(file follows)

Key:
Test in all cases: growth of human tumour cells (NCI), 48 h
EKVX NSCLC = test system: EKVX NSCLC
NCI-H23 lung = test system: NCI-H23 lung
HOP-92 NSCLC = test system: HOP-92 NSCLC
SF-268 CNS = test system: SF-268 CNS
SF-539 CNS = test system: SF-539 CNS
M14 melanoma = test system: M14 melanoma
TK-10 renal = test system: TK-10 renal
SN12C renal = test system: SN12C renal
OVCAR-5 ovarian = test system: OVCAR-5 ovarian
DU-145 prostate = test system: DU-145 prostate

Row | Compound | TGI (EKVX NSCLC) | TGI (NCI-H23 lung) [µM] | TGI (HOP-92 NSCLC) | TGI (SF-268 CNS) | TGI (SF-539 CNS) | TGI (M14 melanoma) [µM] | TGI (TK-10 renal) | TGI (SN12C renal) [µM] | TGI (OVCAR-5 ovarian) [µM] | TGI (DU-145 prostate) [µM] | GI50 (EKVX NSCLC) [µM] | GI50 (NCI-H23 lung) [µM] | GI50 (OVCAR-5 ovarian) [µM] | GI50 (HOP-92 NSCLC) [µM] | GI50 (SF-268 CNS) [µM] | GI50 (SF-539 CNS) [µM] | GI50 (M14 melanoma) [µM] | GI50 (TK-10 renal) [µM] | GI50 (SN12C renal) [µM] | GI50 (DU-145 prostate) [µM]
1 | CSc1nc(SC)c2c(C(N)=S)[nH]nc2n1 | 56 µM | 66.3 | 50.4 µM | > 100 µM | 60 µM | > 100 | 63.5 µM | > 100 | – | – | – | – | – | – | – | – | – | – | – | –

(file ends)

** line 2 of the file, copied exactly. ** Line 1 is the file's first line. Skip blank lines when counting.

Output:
Test in all cases: growth of human tumour cells (NCI), 48 h